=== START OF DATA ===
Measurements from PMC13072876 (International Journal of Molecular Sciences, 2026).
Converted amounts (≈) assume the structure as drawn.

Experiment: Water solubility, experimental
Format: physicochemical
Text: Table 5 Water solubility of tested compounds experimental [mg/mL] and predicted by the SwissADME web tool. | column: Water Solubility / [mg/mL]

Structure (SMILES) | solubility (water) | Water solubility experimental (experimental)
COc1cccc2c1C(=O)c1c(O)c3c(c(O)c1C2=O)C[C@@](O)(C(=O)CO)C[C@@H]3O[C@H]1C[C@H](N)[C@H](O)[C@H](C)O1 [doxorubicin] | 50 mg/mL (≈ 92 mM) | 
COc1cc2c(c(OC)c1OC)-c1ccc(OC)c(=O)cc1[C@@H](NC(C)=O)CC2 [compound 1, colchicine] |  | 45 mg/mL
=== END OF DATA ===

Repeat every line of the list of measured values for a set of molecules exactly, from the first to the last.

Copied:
Measurements from PMC13072876 (International Journal of Molecular Sciences, 2026).
Converted amounts (≈) assume the structure as drawn.

Experiment: Water solubility, experimental
Format: physicochemical
Text: Table 5 Water solubility of tested compounds experimental [mg/mL] and predicted by the SwissADME web tool. | column: Water Solubility / [mg/mL]

Structure (SMILES) | solubility (water) | Water solubility experimental (experimental)
COc1cccc2c1C(=O)c1c(O)c3c(c(O)c1C2=O)C[C@@](O)(C(=O)CO)C[C@@H]3O[C@H]1C[C@H](N)[C@H](O)[C@H](C)O1 [doxorubicin] | 50 mg/mL (≈ 92 mM) | 
COc1cc2c(c(OC)c1OC)-c1ccc(OC)c(=O)cc1[C@@H](NC(C)=O)CC2 [compound 1, colchicine] |  | 45 mg/mL